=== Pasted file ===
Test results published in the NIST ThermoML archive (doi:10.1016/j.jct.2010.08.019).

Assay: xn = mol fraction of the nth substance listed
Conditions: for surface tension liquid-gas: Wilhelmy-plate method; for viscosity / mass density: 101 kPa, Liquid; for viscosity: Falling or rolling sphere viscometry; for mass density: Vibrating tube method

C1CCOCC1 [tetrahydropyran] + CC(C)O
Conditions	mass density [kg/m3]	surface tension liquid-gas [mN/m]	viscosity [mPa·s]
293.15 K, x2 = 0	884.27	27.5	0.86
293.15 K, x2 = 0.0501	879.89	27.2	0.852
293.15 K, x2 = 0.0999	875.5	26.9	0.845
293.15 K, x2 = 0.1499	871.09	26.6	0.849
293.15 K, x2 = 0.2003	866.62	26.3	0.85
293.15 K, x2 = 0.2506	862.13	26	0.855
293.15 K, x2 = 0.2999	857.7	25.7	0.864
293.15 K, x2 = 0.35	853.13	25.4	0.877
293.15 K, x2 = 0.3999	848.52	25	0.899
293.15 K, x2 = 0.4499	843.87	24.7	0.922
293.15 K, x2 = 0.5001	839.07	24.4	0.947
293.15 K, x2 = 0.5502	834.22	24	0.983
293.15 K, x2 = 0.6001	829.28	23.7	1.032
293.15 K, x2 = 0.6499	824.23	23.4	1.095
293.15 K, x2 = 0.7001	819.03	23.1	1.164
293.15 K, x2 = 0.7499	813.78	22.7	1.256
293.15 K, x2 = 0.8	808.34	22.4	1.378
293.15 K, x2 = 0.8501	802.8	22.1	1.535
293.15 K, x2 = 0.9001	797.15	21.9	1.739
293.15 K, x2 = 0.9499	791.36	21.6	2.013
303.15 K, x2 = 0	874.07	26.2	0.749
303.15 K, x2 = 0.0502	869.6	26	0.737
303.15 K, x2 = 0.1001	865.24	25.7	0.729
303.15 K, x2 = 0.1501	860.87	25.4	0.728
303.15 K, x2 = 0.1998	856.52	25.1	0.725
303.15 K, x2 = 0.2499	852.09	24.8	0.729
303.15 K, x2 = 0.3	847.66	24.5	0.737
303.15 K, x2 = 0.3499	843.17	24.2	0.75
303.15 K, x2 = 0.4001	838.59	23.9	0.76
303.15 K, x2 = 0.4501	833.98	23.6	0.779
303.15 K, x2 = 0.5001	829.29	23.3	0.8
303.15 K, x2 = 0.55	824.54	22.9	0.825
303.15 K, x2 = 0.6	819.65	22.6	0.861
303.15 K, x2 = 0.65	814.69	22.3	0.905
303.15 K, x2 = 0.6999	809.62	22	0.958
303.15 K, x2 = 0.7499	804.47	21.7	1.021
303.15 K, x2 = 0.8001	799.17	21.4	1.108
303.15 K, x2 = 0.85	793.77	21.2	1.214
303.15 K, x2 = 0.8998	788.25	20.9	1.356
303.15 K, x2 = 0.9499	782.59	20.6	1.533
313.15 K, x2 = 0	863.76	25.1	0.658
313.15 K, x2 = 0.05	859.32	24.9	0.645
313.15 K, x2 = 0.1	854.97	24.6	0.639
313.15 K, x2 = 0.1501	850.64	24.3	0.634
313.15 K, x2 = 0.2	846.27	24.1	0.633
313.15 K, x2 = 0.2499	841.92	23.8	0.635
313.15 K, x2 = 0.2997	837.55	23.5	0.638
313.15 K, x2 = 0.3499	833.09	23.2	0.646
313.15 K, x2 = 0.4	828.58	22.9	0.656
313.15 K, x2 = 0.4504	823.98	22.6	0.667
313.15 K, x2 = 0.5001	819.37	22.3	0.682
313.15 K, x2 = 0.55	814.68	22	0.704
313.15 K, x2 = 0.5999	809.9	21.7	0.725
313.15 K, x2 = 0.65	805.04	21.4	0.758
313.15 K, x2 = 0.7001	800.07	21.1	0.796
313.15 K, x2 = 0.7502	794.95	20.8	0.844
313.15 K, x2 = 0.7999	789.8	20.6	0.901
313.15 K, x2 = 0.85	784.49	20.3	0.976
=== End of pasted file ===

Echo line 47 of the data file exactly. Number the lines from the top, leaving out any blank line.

313.15 K, x2 = 0.05	859.32	24.9	0.645